Industry Voices

(b)est practices: Retirement Plan Communications: Compliance or Greatness?

June 27, 2014 (PLANSPONSOR.com) - Are you speaking to your employees or just at them?

By PS | June 27, 2014
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Either can be an effective strategy, depending on what you’re trying to accomplish with your organization’s retirement plan.

A certain amount of ongoing communication is mandated, such as fee disclosure and other notices, depending upon your plan’s design. The minimal approach would be to send out what you are obligated to, in a format that meets the basic regulatory requirements, and to call it a day. The benefits of this approach are:

 

  • It’s the least expensive approach;
  • It requires the least amount of thought or work; and
  • It will receive the least scrutiny from your plan participants.

 

If you have something to hide, this is a good strategy. For example, if your plan expenses are high or if you offer a safe harbor match you don’t want employees to take advantage of, burying the information in a wad of legal jargon might be the best way to go. You might not want to encourage employees to join the plan, because new participants start with such low balances that they don’t generate enough revenue sharing to offset the recordkeeping costs.

There is, however, another school of thought, one that believes operating a great retirement plan is both the right thing to do, and that it makes good economic sense. Arguments in favor of this approach include:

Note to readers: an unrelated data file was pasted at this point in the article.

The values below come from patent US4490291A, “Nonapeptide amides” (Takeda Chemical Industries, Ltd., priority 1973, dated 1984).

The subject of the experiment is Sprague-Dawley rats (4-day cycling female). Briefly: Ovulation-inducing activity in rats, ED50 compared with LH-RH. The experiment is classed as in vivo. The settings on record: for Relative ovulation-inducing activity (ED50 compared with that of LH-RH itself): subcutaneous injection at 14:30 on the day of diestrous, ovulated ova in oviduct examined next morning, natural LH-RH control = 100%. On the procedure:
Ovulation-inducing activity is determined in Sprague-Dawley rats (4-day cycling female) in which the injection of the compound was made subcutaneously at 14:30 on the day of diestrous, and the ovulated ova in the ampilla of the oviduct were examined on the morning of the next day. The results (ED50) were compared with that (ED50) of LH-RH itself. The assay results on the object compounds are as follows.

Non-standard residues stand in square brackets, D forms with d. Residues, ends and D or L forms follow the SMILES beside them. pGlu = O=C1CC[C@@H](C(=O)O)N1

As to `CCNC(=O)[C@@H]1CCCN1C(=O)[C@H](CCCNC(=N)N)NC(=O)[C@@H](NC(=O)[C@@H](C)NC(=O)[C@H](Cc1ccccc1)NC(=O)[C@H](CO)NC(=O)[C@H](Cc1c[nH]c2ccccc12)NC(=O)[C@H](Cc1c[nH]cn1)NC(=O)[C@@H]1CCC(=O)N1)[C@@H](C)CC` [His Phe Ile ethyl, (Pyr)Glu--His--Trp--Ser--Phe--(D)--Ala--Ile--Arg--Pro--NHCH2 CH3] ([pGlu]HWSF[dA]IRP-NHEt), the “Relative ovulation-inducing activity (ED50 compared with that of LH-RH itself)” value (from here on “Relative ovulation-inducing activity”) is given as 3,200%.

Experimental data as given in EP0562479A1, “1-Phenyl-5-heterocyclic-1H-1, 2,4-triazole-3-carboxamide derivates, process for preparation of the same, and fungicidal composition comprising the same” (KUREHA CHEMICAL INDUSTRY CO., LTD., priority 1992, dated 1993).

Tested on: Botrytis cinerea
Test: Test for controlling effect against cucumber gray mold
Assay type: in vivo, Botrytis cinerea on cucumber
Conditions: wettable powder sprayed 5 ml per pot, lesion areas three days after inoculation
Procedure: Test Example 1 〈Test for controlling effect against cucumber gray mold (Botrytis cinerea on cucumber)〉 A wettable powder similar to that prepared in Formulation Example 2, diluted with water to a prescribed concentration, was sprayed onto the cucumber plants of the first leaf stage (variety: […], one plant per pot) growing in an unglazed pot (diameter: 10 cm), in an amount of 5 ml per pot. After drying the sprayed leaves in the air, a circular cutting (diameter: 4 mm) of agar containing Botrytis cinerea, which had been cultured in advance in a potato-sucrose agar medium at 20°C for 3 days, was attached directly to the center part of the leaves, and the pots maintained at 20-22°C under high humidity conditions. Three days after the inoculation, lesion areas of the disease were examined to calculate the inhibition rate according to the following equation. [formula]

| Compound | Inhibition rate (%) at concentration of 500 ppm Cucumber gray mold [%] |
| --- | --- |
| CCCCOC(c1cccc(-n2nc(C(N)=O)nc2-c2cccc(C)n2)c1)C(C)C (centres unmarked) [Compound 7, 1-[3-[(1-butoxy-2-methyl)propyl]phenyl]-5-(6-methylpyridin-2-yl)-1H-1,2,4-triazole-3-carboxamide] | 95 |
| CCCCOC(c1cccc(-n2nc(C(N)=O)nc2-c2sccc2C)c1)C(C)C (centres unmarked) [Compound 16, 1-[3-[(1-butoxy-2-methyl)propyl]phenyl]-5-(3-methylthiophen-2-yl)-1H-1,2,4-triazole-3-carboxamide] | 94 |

• Studies suggest employees engaged with their employer’s retirement plan are less likely to quit.  Reducing turnover expense is obviously a good thing.
  • Other studies suggest employees who feel they are on track to a financially secure future are less distracted in the workplace and consequently are more productive.
  • Others point to the high costs associated with older workers remaining in the workplace; higher compensation and health care costs, and fewer opportunities to bring in new replacement talent. Many older workers would opt to retire earlier if they had the account balances necessary to support this.
  • A successful retirement plan can be a powerful recruitment tool. You can make the case to a prospective hire that helping employees achieve financial independence is part of your organizational culture.

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